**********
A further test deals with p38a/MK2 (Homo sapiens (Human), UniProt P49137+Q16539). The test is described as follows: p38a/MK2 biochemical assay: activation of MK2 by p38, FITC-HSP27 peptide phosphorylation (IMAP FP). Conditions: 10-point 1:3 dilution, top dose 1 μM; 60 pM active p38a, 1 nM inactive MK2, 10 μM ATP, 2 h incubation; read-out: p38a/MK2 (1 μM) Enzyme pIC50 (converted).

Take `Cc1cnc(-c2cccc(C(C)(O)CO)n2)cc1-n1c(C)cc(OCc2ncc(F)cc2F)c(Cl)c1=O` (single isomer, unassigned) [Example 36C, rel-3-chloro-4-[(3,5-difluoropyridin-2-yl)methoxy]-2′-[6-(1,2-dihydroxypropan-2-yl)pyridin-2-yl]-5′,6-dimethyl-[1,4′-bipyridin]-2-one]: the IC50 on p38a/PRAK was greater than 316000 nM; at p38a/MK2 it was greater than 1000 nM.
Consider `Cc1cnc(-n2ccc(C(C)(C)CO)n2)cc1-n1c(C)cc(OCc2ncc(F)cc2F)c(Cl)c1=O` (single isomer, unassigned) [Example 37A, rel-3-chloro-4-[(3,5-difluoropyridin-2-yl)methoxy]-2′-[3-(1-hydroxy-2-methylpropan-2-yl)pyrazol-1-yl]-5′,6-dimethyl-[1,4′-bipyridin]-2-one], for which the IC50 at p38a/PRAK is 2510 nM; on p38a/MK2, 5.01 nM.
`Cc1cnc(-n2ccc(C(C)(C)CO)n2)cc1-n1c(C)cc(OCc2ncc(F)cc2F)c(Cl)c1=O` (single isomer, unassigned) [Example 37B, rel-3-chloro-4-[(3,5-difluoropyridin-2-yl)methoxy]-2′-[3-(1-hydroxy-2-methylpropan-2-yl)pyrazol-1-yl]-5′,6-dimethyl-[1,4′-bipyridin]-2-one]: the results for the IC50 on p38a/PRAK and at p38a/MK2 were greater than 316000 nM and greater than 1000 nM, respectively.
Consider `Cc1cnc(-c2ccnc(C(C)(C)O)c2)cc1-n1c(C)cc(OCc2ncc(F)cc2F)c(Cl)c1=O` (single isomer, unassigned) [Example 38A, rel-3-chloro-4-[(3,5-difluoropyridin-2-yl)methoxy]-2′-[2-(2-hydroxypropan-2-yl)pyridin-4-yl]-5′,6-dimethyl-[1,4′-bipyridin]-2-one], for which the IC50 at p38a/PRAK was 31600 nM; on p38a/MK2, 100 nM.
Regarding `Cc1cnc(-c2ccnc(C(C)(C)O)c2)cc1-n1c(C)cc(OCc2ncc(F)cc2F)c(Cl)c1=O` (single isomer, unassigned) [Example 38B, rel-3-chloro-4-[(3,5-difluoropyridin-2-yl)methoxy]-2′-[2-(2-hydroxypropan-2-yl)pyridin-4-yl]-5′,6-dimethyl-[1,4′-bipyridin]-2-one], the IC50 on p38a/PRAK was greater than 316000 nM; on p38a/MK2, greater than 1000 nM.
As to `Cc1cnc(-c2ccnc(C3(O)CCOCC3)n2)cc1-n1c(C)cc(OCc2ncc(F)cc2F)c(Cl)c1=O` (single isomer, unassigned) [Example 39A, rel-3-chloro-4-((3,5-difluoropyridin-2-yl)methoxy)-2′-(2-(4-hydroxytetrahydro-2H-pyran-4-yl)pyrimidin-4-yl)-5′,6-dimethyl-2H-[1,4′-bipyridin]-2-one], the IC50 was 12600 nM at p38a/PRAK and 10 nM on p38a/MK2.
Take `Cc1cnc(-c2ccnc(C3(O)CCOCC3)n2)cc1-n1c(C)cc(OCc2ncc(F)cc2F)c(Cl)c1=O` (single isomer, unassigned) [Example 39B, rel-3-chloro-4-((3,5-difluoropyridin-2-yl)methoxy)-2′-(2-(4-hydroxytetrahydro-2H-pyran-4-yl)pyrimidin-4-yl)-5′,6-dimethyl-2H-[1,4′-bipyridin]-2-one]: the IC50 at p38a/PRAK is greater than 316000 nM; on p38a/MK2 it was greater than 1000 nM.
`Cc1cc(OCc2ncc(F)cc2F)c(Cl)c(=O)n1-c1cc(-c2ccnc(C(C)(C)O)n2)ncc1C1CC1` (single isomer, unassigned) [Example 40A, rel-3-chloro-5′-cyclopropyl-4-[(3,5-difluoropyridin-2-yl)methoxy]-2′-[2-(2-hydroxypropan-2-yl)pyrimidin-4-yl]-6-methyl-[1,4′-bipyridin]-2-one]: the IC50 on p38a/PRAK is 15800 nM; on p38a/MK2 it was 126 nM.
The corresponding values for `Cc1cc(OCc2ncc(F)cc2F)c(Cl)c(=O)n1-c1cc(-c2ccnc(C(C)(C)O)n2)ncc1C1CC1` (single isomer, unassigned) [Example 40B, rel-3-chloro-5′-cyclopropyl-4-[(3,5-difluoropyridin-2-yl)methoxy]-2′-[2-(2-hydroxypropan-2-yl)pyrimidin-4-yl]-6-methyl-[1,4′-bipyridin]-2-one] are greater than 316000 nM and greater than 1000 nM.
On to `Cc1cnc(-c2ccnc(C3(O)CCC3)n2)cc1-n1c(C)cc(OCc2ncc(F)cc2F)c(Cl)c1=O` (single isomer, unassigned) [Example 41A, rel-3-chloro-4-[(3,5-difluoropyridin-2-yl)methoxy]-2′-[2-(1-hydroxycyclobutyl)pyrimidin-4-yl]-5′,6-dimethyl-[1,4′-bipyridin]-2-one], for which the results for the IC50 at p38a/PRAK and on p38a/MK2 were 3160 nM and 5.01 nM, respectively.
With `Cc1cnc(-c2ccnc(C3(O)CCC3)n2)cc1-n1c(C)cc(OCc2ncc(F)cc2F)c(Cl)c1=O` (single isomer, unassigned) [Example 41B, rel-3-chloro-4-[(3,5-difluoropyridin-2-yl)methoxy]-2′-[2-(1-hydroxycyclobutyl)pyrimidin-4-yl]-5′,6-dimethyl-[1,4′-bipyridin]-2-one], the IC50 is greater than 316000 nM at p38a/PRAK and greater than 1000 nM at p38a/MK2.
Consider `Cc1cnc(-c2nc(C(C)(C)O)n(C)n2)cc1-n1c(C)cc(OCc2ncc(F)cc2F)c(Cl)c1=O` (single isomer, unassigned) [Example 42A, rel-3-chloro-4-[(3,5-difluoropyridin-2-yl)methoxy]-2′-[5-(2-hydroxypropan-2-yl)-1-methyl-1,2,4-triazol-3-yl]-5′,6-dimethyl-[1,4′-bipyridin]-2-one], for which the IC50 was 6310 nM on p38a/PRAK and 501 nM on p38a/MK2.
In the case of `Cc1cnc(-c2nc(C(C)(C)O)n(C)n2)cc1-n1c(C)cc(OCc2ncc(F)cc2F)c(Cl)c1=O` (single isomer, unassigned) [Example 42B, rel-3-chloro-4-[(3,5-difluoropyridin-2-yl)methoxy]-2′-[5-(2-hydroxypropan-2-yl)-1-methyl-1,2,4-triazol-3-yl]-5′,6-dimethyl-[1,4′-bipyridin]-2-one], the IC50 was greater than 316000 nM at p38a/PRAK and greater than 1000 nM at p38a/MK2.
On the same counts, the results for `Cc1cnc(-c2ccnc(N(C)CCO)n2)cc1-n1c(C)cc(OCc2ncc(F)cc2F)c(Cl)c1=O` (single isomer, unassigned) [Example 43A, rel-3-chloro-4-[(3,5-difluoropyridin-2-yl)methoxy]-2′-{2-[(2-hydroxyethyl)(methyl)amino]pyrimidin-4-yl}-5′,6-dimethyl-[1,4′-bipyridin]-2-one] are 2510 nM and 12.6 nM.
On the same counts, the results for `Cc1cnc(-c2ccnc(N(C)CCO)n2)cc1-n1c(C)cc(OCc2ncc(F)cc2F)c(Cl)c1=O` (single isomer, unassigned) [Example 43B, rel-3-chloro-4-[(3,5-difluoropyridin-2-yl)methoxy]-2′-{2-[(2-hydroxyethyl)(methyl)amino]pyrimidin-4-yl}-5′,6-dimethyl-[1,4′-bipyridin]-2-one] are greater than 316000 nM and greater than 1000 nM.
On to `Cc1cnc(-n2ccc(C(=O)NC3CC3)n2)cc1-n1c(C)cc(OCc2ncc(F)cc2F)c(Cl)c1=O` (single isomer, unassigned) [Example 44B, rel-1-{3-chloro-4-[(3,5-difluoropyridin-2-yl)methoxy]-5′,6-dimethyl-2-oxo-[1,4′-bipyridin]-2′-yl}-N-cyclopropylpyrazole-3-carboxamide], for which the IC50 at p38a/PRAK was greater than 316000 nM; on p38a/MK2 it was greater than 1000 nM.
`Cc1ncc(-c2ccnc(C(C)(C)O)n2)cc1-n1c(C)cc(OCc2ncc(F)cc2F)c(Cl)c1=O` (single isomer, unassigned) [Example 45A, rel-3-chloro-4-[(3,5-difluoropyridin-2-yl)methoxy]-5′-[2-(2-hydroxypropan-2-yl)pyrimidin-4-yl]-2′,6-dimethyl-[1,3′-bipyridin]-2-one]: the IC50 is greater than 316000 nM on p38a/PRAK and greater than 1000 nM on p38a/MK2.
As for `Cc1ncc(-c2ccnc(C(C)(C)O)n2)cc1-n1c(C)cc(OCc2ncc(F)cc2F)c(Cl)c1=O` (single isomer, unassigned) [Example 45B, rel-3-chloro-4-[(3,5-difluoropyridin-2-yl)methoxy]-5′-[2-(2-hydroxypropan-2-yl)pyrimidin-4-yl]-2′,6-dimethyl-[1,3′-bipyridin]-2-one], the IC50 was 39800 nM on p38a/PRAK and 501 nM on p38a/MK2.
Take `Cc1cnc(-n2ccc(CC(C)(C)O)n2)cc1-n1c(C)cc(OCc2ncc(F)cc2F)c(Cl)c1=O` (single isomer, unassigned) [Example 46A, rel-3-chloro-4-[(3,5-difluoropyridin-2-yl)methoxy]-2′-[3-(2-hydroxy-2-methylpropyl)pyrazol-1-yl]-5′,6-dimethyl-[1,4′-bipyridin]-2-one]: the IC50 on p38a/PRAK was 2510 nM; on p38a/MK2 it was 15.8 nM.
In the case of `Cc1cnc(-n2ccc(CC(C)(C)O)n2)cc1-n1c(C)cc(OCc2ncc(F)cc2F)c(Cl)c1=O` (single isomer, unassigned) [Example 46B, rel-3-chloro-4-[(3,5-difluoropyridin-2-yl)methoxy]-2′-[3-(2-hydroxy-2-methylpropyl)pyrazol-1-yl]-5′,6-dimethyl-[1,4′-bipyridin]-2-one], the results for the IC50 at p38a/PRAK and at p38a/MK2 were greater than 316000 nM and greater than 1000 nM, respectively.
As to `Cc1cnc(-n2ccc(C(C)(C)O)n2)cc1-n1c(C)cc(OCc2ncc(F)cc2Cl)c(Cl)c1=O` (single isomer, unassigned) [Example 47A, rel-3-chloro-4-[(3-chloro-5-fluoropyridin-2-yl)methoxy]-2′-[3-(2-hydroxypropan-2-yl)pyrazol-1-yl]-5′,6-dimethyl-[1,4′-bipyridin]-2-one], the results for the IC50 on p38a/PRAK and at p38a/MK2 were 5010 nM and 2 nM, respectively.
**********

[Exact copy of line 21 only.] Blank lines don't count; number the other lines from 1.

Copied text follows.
In the case of `Cc1cnc(-n2ccc(CC(C)(C)O)n2)cc1-n1c(C)cc(OCc2ncc(F)cc2F)c(Cl)c1=O` (single isomer, unassigned) [Example 46B, rel-3-chloro-4-[(3,5-difluoropyridin-2-yl)methoxy]-2′-[3-(2-hydroxy-2-methylpropyl)pyrazol-1-yl]-5′,6-dimethyl-[1,4′-bipyridin]-2-one], the results for the IC50 at p38a/PRAK and at p38a/MK2 were greater than 316000 nM and greater than 1000 nM, respectively.